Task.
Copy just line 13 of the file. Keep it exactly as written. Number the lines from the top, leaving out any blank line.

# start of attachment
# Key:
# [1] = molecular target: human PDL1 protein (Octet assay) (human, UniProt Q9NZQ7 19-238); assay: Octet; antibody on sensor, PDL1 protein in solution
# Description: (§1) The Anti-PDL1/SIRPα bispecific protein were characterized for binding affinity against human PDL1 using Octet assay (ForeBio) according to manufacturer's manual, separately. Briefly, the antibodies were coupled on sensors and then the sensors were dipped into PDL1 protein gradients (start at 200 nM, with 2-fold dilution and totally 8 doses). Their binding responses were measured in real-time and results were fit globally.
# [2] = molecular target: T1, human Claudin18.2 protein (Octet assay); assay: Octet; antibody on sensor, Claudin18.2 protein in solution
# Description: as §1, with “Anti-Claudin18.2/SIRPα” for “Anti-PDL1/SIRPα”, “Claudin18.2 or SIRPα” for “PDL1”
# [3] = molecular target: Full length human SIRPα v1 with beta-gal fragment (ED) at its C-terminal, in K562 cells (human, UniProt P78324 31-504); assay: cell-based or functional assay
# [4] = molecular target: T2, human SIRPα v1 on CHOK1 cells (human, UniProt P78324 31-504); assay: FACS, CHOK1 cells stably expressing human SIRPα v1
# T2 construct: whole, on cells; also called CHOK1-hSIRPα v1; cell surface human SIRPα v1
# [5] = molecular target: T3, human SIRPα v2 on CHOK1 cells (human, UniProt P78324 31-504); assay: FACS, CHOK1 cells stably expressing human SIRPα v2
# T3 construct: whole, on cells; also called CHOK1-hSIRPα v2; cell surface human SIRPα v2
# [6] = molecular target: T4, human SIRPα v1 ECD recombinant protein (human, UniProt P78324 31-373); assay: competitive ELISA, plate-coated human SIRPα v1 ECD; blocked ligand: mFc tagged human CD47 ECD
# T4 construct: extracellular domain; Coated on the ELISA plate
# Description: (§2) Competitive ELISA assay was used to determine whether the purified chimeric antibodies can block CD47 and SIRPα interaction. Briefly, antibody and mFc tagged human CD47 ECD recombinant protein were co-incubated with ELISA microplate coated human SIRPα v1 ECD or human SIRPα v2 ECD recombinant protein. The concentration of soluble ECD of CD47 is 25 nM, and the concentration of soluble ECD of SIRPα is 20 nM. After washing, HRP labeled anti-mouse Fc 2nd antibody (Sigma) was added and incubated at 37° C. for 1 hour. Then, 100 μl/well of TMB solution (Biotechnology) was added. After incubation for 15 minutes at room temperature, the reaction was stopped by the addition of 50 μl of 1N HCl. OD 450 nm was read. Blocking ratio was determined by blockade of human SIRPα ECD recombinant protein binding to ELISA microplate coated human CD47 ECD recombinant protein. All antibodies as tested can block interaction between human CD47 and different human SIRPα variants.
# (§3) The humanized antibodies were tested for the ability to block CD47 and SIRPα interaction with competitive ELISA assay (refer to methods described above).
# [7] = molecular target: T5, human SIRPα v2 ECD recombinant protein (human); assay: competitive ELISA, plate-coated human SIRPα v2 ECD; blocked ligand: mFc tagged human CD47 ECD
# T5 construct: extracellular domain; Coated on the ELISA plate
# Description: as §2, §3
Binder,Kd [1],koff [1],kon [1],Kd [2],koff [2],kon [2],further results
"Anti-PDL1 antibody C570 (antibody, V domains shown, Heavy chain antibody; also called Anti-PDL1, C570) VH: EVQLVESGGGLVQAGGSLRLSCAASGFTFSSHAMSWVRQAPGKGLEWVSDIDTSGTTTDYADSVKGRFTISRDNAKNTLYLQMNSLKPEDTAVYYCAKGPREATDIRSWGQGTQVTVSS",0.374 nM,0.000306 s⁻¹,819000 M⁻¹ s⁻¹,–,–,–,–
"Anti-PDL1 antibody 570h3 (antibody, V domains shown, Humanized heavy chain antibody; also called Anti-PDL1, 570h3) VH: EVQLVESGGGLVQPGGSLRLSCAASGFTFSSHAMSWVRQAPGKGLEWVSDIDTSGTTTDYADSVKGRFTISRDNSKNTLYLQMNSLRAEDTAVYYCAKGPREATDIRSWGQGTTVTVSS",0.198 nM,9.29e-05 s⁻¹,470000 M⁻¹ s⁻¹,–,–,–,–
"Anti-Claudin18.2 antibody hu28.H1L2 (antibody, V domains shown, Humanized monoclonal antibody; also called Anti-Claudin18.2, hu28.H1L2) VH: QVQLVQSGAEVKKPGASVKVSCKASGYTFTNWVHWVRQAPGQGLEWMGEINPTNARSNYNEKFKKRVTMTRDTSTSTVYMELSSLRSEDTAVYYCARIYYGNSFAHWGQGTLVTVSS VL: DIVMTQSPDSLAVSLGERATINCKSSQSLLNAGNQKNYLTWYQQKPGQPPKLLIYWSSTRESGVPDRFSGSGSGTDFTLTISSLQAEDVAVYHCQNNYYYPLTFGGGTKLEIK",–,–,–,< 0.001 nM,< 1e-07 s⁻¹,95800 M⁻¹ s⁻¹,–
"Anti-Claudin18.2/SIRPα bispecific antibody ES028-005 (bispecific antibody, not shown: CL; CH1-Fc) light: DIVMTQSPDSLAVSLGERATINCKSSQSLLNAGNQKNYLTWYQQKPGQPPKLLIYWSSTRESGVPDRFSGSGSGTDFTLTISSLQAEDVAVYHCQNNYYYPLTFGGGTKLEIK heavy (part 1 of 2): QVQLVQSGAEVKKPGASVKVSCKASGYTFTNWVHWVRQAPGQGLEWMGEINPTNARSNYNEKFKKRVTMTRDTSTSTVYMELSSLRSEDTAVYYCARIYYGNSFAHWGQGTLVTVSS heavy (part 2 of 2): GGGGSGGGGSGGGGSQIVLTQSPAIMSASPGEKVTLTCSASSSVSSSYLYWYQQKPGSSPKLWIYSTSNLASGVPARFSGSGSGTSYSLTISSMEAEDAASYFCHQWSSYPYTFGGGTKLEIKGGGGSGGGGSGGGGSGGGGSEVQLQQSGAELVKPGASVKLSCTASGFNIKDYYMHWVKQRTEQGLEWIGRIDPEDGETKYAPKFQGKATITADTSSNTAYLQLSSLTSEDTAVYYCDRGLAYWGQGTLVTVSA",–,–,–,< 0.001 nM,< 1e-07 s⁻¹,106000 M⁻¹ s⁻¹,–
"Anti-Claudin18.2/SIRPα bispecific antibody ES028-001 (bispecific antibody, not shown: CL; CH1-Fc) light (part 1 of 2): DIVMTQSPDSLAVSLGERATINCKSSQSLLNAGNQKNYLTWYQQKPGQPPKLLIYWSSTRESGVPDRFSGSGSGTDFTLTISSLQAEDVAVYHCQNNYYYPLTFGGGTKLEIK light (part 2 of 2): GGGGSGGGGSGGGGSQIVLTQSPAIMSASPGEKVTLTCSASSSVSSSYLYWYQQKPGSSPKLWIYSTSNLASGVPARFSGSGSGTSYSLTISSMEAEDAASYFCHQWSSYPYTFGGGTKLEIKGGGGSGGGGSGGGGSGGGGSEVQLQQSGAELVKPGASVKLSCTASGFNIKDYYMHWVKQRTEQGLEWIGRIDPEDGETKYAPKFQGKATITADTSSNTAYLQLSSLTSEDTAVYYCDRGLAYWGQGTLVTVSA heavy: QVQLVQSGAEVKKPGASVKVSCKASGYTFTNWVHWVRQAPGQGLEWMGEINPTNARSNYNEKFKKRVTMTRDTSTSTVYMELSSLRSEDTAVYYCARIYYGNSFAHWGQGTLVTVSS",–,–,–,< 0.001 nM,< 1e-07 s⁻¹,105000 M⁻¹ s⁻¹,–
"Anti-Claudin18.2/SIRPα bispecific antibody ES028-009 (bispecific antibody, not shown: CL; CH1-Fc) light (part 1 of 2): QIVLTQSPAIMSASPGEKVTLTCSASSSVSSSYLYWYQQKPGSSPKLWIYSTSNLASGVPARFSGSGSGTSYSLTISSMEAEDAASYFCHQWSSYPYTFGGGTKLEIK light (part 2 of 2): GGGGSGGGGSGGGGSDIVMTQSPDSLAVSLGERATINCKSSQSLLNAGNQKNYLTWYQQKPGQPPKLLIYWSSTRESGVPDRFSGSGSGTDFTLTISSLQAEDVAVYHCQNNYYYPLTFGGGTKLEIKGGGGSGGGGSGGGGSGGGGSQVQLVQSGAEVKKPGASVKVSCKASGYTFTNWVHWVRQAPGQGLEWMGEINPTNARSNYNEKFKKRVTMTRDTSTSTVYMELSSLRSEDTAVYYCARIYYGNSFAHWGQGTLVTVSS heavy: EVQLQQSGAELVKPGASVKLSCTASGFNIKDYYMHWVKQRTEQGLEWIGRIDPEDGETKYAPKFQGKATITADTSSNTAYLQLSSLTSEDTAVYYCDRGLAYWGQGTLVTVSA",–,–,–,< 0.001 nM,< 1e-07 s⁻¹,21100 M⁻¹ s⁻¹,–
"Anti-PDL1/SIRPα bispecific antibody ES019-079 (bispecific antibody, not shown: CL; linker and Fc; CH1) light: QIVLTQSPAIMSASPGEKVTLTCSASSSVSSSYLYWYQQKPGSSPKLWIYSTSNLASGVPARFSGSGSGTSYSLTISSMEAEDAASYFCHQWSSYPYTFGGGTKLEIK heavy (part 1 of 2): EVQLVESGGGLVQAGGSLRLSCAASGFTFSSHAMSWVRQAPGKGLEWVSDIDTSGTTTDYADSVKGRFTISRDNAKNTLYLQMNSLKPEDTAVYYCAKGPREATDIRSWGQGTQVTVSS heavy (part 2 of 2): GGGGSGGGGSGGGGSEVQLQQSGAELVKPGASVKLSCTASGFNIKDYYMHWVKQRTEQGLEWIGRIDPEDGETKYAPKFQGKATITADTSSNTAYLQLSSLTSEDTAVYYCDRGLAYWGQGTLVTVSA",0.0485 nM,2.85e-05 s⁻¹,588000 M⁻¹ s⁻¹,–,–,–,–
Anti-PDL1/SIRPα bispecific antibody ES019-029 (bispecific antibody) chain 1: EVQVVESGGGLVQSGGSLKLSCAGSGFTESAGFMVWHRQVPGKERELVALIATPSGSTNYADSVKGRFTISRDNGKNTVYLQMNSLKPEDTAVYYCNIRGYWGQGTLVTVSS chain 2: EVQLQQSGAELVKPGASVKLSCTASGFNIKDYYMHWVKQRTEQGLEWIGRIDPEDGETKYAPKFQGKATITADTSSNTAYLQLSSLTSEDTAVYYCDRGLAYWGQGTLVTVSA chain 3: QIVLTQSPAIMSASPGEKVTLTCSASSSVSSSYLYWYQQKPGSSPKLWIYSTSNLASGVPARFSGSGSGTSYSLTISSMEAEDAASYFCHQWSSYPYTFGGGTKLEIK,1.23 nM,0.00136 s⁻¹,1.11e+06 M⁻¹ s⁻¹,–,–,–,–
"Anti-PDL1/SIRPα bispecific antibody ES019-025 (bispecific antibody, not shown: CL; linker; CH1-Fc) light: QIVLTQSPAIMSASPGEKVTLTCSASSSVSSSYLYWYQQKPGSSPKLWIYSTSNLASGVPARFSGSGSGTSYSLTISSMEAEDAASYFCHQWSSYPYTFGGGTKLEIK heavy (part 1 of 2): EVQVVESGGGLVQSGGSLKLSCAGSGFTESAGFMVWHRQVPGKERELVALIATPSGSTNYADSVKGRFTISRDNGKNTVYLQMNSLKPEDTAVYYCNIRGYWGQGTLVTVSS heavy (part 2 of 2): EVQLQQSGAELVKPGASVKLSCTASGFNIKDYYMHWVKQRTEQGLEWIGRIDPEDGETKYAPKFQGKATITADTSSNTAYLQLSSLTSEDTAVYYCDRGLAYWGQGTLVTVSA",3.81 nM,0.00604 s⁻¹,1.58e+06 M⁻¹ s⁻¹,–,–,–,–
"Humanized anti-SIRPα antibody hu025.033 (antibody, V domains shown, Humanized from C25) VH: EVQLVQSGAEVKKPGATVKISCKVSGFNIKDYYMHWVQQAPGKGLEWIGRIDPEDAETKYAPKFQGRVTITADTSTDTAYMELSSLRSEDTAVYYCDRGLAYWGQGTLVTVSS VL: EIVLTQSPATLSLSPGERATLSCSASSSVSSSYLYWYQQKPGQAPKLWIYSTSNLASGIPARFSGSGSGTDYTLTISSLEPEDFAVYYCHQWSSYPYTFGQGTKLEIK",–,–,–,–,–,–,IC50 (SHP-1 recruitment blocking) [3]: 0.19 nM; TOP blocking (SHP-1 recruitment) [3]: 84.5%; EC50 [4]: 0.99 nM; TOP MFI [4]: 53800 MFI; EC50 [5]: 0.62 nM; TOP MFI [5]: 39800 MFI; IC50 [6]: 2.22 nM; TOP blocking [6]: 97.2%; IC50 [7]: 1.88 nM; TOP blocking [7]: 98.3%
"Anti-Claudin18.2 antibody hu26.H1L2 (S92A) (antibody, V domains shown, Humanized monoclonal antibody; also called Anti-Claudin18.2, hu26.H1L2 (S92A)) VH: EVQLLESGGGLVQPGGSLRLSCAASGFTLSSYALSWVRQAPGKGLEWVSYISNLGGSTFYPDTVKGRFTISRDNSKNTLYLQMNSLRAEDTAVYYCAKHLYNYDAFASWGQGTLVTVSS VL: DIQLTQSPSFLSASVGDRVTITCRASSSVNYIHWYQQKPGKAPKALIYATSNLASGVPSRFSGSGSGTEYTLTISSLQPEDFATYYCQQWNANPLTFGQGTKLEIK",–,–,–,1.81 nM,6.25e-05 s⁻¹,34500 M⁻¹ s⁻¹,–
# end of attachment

# Description: (§2) Competitive ELISA assay was used to determine whether the purified chimeric antibodies can block CD47 and SIRPα interaction. Briefly, antibody and mFc tagged human CD47 ECD recombinant protein were co-incubated with ELISA microplate coated human SIRPα v1 ECD or human SIRPα v2 ECD recombinant protein. The concentration of soluble ECD of CD47 is 25 nM, and the concentration of soluble ECD of SIRPα is 20 nM. After washing, HRP labeled anti-mouse Fc 2nd antibody (Sigma) was added and incubated at 37° C. for 1 hour. Then, 100 μl/well of TMB solution (Biotechnology) was added. After incubation for 15 minutes at room temperature, the reaction was stopped by the addition of 50 μl of 1N HCl. OD 450 nm was read. Blocking ratio was determined by blockade of human SIRPα ECD recombinant protein binding to ELISA microplate coated human CD47 ECD recombinant protein. All antibodies as tested can block interaction between human CD47 and different human SIRPα variants.